The classic Dickens’ novel “A Tale of Two Cities” begins with the memorable line “It was the best of times, it was the worst of times.”
I can’t think of a more apropriate summary statement of the condition of modern journalism than that.
On the positive side, we now have more information, more instantly available than ever before.
On the negative side, we now have more bias and laziness woven into that information than ever before.
Consider this breaking story, breathlessly reported by what has come to be called our “Drive-By Media” today.
Tzipi Livni on course to win a narrow victory in
Tzipi Livni, the leader of Israel’s centrist Kadima party, is on course to
achieve a narrow victory in the landmark general election, according
This headline was soon replaced by another, less certain description of events.
Partial results: Israel election too close to call
This was subsequently amended to read:
Netanyahu declares victory in Israeli election
Why the confusion?
Israel operates under a very different political system than we do here in the States.
Instead of a two part system where the major candidates have it out in a winner take all presidential election, Israeli politics are all about coalition building.
The political party that gets the most votes will put forward a candidate for the position of Prime Minister. That person must be able to build a group of like minded representatives that will add up to over sixty seats in the Israeli parliament.
In other words, your party might win more seats than your closest rival. But unless you can get enough backing to put together a ruling coalition, you are out of luck.
This is precisely what happened in Israel today.
The left leaning Kadima party of Tzipi Livini is neck and neck with the conservative Likud party of Benjamin Netanyahu.
If Livni’s Kadima party wins by one or two seats it won’t matter.
Because along with Likud’s representatives another even more conservative party called Yisrael Beitenu and its leader Avigdor Leiberman will likely throw its growing influence behind a center-right government lead by Netanyahu.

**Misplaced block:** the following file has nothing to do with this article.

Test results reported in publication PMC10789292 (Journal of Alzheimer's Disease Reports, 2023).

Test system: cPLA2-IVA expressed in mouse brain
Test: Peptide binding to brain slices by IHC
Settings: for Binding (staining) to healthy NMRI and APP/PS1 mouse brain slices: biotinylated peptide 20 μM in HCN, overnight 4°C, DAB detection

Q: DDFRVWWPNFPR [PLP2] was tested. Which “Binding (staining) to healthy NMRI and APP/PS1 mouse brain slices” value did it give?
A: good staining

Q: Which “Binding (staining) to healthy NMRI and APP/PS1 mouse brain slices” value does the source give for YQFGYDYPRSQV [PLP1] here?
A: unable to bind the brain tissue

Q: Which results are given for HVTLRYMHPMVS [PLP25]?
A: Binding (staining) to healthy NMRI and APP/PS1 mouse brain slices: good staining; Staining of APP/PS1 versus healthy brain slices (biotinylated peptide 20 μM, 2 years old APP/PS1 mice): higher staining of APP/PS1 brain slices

Now I realize that if you are not particularly enamored of Israeli politics, your head may be spinning right now.
Even if you are enamored of Israeli politics, you may find yourself in the same condition.
So why wade through all this?
To illustrate an important spiritual danger in our day.
I admit I love watching the news.
And there are all kinds of stories I encounter that I know little to nothing about.
But every now and then I will see a story or read a feature on something where I do have a little background.
Like the media’s take on Christianity.
And I have to say, more often than not, I am taken aback by how much the news outlets, professional pundits and so called expert guests get absolutely dead wrong.
Here’s a news flash – Just because you heard it on television, or saw it on the internet doesn’t mean it’s true.
Here’s another news flash – Just because you heard it on Christian television, or from a man standing behind a pulpit on Sunday morning doesn’t make it true either.
The only way to make sure we are getting the truth, the whole truth and nothing but the truth is to:
Take any spiritual message with a grain of salt.
If something doesn’t quite settle with you, it may be that the Lord is tapping you on the shoulder and telling you to turn on your “Discern-o-meter”.
Compare any spiritually oriented message or take on spiritual issues with the Word of God.
Then the brethren immediately sent Paul and Silas away by night to Berea. When they arrived, they went into the synagogue of the Jews. These were more fair-minded than those in Thessalonica, in that they received the word with all readiness, and searched the Scriptures daily to find out whether these things were so. (Acts 17:10-11)
Being an alert and aware consumer of content is a life saving skill in our media saturated culture.
And the life you save by seeing if “these things were so” just may be your own!
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